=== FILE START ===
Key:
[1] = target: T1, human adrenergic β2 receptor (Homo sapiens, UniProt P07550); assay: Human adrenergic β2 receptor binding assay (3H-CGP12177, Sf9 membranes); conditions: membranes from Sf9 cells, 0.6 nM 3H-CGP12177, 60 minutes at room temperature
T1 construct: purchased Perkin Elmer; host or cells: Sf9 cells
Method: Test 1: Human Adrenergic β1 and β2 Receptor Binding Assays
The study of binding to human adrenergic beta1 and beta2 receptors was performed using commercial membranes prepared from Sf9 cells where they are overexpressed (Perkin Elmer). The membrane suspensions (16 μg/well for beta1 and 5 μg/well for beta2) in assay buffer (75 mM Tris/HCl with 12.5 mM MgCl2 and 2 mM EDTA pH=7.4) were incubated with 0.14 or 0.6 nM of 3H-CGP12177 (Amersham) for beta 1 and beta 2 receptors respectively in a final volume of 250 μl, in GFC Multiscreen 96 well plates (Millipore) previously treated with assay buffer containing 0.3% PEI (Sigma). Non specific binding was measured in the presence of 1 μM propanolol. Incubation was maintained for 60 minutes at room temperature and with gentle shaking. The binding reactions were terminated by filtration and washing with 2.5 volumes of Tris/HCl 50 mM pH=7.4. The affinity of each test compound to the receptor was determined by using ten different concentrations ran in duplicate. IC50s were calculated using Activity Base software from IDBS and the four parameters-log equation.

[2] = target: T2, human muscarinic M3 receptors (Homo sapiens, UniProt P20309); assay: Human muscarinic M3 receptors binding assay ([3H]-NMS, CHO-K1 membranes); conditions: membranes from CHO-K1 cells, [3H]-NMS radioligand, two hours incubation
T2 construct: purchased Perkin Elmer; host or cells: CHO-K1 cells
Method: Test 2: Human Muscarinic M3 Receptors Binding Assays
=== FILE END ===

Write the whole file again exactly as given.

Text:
Key:
[1] = target: T1, human adrenergic β2 receptor (Homo sapiens, UniProt P07550); assay: Human adrenergic β2 receptor binding assay (3H-CGP12177, Sf9 membranes); conditions: membranes from Sf9 cells, 0.6 nM 3H-CGP12177, 60 minutes at room temperature
T1 construct: purchased Perkin Elmer; host or cells: Sf9 cells
Method: Test 1: Human Adrenergic β1 and β2 Receptor Binding Assays
The study of binding to human adrenergic beta1 and beta2 receptors was performed using commercial membranes prepared from Sf9 cells where they are overexpressed (Perkin Elmer). The membrane suspensions (16 μg/well for beta1 and 5 μg/well for beta2) in assay buffer (75 mM Tris/HCl with 12.5 mM MgCl2 and 2 mM EDTA pH=7.4) were incubated with 0.14 or 0.6 nM of 3H-CGP12177 (Amersham) for beta 1 and beta 2 receptors respectively in a final volume of 250 μl, in GFC Multiscreen 96 well plates (Millipore) previously treated with assay buffer containing 0.3% PEI (Sigma). Non specific binding was measured in the presence of 1 μM propanolol. Incubation was maintained for 60 minutes at room temperature and with gentle shaking. The binding reactions were terminated by filtration and washing with 2.5 volumes of Tris/HCl 50 mM pH=7.4. The affinity of each test compound to the receptor was determined by using ten different concentrations ran in duplicate. IC50s were calculated using Activity Base software from IDBS and the four parameters-log equation.

[2] = target: T2, human muscarinic M3 receptors (Homo sapiens, UniProt P20309); assay: Human muscarinic M3 receptors binding assay ([3H]-NMS, CHO-K1 membranes); conditions: membranes from CHO-K1 cells, [3H]-NMS radioligand, two hours incubation
T2 construct: purchased Perkin Elmer; host or cells: CHO-K1 cells
Method: Test 2: Human Muscarinic M3 Receptors Binding Assays